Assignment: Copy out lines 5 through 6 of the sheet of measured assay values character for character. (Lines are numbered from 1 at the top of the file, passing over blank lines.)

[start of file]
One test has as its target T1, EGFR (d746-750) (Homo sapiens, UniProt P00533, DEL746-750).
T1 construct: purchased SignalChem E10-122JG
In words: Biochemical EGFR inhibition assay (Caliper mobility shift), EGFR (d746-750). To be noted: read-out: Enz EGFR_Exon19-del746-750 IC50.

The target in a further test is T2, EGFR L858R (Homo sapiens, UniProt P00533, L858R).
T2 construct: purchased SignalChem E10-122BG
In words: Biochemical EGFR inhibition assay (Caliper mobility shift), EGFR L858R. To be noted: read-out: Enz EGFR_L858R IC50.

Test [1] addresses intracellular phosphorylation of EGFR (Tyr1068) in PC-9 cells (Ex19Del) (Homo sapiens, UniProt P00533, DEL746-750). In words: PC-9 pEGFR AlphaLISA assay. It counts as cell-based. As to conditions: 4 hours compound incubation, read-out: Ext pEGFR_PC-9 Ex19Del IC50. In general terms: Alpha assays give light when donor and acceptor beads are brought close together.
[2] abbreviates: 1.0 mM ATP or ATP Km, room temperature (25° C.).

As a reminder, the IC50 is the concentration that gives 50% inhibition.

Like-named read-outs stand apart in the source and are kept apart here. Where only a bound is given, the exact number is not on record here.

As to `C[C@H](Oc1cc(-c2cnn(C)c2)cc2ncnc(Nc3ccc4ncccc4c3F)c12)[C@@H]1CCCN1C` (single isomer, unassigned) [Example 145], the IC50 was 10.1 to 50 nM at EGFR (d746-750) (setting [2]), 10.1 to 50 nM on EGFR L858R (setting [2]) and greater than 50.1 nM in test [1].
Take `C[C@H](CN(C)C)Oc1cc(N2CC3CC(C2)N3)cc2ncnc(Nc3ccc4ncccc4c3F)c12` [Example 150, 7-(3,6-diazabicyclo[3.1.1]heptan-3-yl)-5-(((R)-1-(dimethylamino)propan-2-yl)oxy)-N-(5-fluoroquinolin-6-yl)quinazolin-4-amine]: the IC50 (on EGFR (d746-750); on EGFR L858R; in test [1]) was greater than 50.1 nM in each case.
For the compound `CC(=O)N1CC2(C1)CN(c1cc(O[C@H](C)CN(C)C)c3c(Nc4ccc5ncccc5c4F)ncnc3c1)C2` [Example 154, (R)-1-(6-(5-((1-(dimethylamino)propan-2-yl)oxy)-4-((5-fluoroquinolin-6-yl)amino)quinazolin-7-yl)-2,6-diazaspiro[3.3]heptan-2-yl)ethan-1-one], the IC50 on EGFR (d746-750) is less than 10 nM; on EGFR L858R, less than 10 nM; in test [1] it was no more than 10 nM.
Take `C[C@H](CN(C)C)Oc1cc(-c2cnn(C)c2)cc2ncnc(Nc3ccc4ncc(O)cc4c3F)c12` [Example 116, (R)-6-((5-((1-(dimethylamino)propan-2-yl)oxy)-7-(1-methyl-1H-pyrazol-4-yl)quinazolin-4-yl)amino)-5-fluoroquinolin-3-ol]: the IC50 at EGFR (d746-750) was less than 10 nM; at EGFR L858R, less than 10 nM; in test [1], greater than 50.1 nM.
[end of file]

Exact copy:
T2 construct: purchased SignalChem E10-122BG
In words: Biochemical EGFR inhibition assay (Caliper mobility shift), EGFR L858R. To be noted: read-out: Enz EGFR_L858R IC50.